to wine…ever since I was a child I’ve been extremely allergic to wine, especially red wine. If I have one sip I immediately break out in a rash all over my face, and get a sensation I can only describe as having all the moisture being sucked out of my head. this lasts for hours after, usually, and I end up feeling ill. If I’m sitting at a table and other people are drinking wine I will start to get a rash on my face. Needless to say I avoid wine and anything it’s in like the plague. (the weird thing is I’m not allergic to grapes or any other alcoholic drink however)
anyway my mother said she met a hypnotherapist who claimed he could completely cure my allergy in one session. I immediately said what a load of rubbish but she’s adamant that he could do it.
it can’t be possible can it? just interested in what anyone here might think, I’m not an expert in hypnotherapy but how can he possibly cure an immediate physical reaction with words?
There’s a lot we don’t know about how your thoughts and emotions influence bodily reactions. But it does seem incredibly unlikely that–even if your allergy is psychosomatic–it could be resolved in a single session of any kind of therapy.
But I’d say if this person claims they can cure you in a single session, offer to pay them three times their regular fee if they will refund it if you fail. That way, you have nothing to lose, and surely being able to enjoy the splendors of red wine will be worth it!
hah… actually I don’t drink at all now, not because of this issue though, I just gave up.
I guess what I’m doing is being stubborn and point-blank refusing to believe this guy could cure me of this with words alone. what’s he going to do, put me in a trance and say “convince yourself you are not allergic to wine” over and over? how can that possibly work.
I get that with things like giving up smoking or fear of spiders then it’s a psychological thing and hypno could help, but curing a straight-forward physical reaction type allergy?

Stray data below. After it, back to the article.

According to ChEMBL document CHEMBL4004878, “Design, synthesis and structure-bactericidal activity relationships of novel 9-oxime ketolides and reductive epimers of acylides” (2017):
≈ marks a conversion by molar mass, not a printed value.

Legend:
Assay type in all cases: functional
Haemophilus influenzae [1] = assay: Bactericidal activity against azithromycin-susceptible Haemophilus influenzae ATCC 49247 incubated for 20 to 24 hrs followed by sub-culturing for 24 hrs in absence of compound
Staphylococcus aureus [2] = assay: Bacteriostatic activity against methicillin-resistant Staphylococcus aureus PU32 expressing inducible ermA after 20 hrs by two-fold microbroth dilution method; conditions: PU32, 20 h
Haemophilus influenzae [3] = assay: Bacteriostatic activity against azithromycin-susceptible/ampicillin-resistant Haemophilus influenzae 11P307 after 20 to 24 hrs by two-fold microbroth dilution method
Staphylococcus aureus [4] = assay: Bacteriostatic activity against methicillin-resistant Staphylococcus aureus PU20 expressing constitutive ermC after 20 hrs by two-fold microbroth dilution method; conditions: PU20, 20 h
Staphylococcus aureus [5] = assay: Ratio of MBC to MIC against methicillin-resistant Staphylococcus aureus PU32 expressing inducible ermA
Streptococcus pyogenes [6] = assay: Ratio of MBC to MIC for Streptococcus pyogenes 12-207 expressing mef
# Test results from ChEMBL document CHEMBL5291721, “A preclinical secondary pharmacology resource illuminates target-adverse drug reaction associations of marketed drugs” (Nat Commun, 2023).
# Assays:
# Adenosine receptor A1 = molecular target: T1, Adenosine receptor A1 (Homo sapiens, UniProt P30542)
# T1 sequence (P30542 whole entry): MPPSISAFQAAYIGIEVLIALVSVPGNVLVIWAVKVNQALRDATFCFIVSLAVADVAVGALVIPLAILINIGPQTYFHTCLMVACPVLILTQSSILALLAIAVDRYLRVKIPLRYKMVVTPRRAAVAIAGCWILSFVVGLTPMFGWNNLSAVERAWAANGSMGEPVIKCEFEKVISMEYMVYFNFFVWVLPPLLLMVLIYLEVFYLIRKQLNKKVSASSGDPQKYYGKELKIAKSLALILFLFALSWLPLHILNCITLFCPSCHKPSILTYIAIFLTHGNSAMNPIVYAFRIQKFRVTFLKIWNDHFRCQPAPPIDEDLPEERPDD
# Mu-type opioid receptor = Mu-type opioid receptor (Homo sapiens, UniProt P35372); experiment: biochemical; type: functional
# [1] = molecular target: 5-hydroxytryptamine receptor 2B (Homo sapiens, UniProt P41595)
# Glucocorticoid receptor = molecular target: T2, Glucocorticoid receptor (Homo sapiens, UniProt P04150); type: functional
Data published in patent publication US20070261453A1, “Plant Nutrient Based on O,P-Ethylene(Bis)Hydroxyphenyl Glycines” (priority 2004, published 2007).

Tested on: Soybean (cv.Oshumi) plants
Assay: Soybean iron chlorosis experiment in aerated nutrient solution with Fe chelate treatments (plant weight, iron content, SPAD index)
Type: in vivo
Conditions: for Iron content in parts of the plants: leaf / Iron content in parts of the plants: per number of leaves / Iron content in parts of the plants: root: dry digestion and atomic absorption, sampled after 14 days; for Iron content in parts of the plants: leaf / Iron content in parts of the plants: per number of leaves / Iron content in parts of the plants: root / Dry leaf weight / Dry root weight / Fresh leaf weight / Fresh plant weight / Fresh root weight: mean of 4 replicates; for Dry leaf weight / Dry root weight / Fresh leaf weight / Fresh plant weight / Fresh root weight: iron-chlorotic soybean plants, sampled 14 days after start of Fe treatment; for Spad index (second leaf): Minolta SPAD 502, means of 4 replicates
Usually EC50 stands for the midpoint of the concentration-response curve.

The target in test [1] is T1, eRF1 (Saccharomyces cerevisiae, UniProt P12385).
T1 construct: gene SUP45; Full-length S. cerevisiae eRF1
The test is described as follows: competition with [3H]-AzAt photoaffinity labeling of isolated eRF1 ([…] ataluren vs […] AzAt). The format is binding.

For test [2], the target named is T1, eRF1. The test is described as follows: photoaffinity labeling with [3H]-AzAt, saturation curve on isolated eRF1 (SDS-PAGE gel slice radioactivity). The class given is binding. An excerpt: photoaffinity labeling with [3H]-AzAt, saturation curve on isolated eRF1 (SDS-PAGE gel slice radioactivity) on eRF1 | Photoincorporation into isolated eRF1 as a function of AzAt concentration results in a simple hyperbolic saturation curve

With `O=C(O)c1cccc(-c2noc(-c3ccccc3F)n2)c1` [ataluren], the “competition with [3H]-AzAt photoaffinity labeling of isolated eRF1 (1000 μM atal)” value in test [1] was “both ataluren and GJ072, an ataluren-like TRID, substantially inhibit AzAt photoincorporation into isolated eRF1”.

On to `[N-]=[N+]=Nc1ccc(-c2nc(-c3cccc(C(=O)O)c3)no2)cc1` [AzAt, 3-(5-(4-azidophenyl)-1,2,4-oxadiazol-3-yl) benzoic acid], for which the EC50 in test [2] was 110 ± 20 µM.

Speaking as a physician who treats allergies (with more standard therapies like avoidance, 2nd generation antihistamines, leukotriene inhibitors, steroids, and on occasion immunotherapy I’d have to say the chance of success with hypnotherapy is quite low.
Possible? In the way that spontaneous combustion occurring in the shower is possible. So unlikely that it’ll happen maybe once every million years.
What you describe really suggests a strong chemical trigger and I don’t see hypnotism changing that. Just like hypnotism won’t stop vinegar and baking soda from fizzing when you mix them. Or mentos and diet coke.
yeah sorry I meant ‘possible’ in the sense of not involving some bizarre 1-in-a million fluke, but I get your point…
yes it is a chemical trigger. there’s times where I’ve opened someone’s fridge and physically recoiled, and sure enough found there was an open bottle of wine in there. it’s not something I’ve conditioned myself to react to or something which is connected to some unwanted memory.
spymaniac, the composition of wine includes things which aren’t found in grapes, or concentrations which are very different; from the description, your allergy is to one of the volatiles. Also, the grapes in your supermarket aren’t necessarily the same as those in the wine (how to give an enologist a stroke: suggest that seedless whites are the same as garnacha).
Not only would hypnotism not work, but the attempt to check that you’re cured could kill you. That doesn’t seem healthy.
I get asthma from certain foods, pollen… this includes instances such as “in the cantina at work, when I leave the dishes to be washed”. What do they have in the kitchen that my nose and throat hate? I don’t know but hypnotism isn’t going to clean it.
FWIW, I’ve had some training in hypnosis, and use it some with clients, but I don’t think I’ve ever met a reputable hypnotherapist who would make such a claim. Certainly in none of my trainings were such possibilities ever addressed.
Just because you can’t find any, doesn’t mean it isn’t nonsense. It just means it’s not popular nonsense like (for example) homeopathy.
For example, I could tell you that you could cure your allergy by eating a teaspoon of dog shit every full moon, at midnight, while facing north. That’s obviously nonsense (and, like the hypnotherapy idea, potentially quite harmful), but you’ll find zero evidence to refute it on google.
My girlfriend’s a hypnotherapist, and when I mentioned the idea in the OP immediately said it would not be possible unless the allergy was psychosomatic, which it certainly doesn’t sound like. In fact I’m also (less severely) allergic to red wine, so would have already have had the treatment (with friends and family discount I’d hope) if this were possible.
Is your allergy to money? I’m pretty sure that’s the only one they can cure.
On the other hand, I’ve known people with what I’ll generously call psychosomatic allergies. Like a friend who would say things like “I can feel a headache coming on. This house must be infested by mold.” She was, at best, right half the time, so I’m calling BS on any physiological reaction. If there are pretend symptoms, then I see no reason that a pretend treatment can’t fix the problem.